The slogans politicians use to convince us to vote 0



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As we hurtle towards the July 2 poll, we should remember that the successful art of politics is getting money from the rich and powerful and votes from the poor and marginalised by promising to defend one against the other.

Of course, no political party goes into an election campaign without a snappy slogan which has been devised by an advertising agency, tested on focus groups and generally considered to be inspirational for the vast majority, non-threatening for any suspicious minority and overwhelmingly full of hope of a new and better tomorrow.

Nowadays politicians don’t promise anything as in “I promise a better deal for pensioners” they go the extra mile and vow “I will fight for a better deal for pensioners” – of course, you can substitute “pensioners” for “our brave veterans”, indigenous Australians”, “working class families”, “farmers” , and “the poor and oppressed”. This goes to prove that they are deeply sincere and genuinely committed, doesn’t it?

The subliminal message in these slogans is that the other side will deliberately and actively try to stop it. And the second subliminal message is that if you don’t vote for this candidate/party, you are a heartless, nasty, selfish bastard.

The third subliminal message is that nothing will stand in the candidate/party’s determination to win this fight – all they need is your vote to go to the barricades against the establishment, the rich, the powerful, nasty greedy foreigners, trade union thugs and other dark, hidden forces. Just the right stroke of your pencil will make Australia a better, fairer, more caring and thoroughly decent society. It elevates a political campaign to the status of a religious revival. You will be doing what Jesus did when he drove the money changers from the temple. You will walk out of the polling both with a song in your heart.

Slogans I have seen have included “A New Voice”, “Secure Our Future”, ”A Fresh Start”, “Vote For Tomorrow”, “New Leadership”, “The Right Direction” and “A New Brand Of Politics” – they mean nothing and, depending on who is governing and who is the opposition, they could be interchanged between the Coalition and Labor. The important thing is they are snappy and memorable.

The best slogans are those which actually relate to current events such as “It’s Time”, the 1972 ALP slogan after twenty-three years of Coalition government and “Turn On The Lights”, the 1975 Liberal Party slogan which was derived from a campaign which evolved during a prolonged period of soaring interest rates and government mismanagement and which had as its slogan “Would The Last Businessman Leaving Australia Please Turn Off The Lights”.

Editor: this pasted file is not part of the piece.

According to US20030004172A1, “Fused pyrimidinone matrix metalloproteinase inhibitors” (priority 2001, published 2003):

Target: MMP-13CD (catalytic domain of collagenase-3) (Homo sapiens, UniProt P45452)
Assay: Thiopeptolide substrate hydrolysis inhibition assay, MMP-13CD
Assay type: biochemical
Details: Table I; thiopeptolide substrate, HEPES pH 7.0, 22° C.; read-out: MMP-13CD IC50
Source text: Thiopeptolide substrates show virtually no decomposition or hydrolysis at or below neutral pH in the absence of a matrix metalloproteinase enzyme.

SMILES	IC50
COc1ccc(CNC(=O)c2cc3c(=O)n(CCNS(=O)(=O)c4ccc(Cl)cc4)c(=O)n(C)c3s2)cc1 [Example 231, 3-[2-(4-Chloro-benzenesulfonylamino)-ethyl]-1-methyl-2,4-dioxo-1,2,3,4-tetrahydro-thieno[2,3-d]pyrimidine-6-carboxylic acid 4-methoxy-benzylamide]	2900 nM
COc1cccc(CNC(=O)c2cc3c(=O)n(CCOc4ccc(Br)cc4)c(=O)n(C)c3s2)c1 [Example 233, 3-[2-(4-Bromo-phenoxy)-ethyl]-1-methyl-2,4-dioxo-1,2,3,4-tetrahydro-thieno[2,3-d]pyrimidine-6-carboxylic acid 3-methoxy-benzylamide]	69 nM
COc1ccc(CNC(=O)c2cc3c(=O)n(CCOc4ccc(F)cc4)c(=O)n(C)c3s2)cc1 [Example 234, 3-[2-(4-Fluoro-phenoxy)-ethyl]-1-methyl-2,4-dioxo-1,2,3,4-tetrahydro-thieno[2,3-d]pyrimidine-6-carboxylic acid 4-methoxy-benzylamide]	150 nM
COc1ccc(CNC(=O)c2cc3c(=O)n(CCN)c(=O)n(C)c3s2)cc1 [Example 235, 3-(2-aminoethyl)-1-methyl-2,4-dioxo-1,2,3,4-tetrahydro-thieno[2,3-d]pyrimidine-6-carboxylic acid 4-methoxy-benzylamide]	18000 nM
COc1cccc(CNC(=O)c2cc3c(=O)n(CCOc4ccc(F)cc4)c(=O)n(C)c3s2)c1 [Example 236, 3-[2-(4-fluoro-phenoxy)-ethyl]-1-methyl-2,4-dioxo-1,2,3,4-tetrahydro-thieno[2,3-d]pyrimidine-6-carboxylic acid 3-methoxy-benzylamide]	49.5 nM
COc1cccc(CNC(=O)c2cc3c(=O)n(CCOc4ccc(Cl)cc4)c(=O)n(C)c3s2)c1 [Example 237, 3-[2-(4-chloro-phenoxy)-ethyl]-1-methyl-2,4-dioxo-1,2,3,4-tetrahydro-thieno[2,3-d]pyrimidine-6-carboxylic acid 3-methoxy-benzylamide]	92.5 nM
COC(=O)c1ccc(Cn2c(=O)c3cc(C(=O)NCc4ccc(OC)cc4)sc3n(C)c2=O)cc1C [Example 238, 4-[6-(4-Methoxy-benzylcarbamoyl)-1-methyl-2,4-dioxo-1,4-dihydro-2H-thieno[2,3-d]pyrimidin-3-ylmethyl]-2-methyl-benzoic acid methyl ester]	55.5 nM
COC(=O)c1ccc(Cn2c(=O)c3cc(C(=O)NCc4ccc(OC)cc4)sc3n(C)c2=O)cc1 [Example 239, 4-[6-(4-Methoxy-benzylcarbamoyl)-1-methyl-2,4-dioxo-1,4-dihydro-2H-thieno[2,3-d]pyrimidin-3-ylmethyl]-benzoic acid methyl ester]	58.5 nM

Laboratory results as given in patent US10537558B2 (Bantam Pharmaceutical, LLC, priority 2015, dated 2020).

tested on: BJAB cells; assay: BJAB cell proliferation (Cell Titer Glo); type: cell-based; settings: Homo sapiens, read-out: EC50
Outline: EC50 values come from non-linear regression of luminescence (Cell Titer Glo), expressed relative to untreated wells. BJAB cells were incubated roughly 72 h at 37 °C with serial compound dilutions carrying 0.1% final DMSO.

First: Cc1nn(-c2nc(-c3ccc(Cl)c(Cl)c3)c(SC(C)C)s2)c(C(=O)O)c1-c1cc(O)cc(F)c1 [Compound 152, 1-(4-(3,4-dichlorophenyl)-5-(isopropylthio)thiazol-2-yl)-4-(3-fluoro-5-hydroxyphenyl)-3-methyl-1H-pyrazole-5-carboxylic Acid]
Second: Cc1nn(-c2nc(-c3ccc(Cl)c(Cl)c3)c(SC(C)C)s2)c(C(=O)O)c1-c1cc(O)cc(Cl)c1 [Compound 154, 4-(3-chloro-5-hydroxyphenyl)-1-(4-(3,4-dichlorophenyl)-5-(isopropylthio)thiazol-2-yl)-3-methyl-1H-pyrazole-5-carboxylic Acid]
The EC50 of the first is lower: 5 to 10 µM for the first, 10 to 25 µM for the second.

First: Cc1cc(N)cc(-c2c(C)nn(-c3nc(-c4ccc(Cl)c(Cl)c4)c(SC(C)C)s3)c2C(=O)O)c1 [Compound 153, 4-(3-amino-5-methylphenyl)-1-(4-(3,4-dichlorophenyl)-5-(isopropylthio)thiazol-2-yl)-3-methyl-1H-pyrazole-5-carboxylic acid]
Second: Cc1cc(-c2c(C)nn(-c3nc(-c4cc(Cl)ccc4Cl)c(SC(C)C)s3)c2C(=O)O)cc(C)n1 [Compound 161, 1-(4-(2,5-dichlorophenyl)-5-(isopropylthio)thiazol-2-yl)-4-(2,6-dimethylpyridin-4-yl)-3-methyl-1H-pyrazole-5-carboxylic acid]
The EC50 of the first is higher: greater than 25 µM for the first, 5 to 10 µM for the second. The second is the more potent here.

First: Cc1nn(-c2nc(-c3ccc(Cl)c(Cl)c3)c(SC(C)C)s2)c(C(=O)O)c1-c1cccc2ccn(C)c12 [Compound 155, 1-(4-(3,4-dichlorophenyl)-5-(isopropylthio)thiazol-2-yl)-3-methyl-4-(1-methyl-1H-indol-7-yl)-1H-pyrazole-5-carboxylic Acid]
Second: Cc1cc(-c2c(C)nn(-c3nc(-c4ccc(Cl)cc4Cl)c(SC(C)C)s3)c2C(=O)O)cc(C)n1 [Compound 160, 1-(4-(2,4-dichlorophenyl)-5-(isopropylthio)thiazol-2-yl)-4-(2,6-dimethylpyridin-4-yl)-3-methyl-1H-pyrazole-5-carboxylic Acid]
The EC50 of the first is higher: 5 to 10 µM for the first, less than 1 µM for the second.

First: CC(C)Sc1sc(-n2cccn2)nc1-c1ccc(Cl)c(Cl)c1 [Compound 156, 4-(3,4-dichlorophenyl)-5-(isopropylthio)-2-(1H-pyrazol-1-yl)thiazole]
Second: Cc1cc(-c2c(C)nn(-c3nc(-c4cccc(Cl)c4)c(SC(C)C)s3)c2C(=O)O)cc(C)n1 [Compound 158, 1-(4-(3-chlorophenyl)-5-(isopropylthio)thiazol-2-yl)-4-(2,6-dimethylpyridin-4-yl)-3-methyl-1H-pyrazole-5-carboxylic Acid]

Sometimes tried and true political slogans can be recycled – the presumptive Republican candidate for US President in November, Donald Trump, is using “Make American Great Again” – a slogan effectively used in the 1980s by Ronald Reagan. I somehow doubt that “Ein Volk, Ein Reich, Ein Fuhrer” (one people, one empire, one leader) will ever be used again but it worked a treat for the Nazis in the1930s in Germany.

And you have to be careful that your slogan can’t be used as a basis for the opposition to parody you.

In 1964, the conservative Republican candidate for US President Barry Goldwater had a slogan, “In Your Heart You Know He’s Right” and the Democrats responded with “In Your Guts You Know He’s Nuts”. Goldwater lost in a landslide.

Sometimes just a single word can be enough – “Trust” which means the other side is untrustworthy, “Integrity” which means the other side are lying creeps and probably corrupt and “Leadership” which means the other side couldn’t provide it in a fit. Older voters like “Proven Leadership” and “Experience Counts” which means kids won’t be running the show while younger voters like “New Hope” and “New Directions” which means the old farts will be swept aside.

The environment is a key issue so getting the word “green” into a slogan is a wonderful idea – something like, “A Clean Green Future”  and “Stand Up For A Green Australia”. A vote for this party or candidate means climate change will stop, polar caps won’t melt, sea levels won’t rise, the Great Barrier Reef will be saved and endangered species will come back from the brink of extinction.

And it is essential that the candidate/party has a “plan” – “A Plan For Jobs” can be adapted to having a “Plan” for everything from “For Families” or “For Australia”. This proves that a lot of hard selfless work has gone into the nitty-gritty details. It also implies that the other side is a disorganised rabble.

Then again, if you are pissed off with all of this you might find “Don’t Vote – It Only Encourages Them” appeals.

Share your thoughts below: What is the best or worst you’ve heard?


Russell Grenning

Russell Grenning is a Brisbane-based former journalist and retired political adviser who began his career with the ABC in 1968 in Brisbane and subsequently worked on the Brisbane afternoon daily, "The Telegraph" and later as a columnist for "The Courier Mail" and "The Australian". He worked for a string of senior Ministers in the Federal, Victorian and Queensland Governments as well as in senior executive public relations positions, including Assistant Federal Director, Public Relations, for Australia Post, Public Relations Manager for the Queensland Department of Main Roads and Principal Adviser, Corporate Relations, for the Queensland Law Society.

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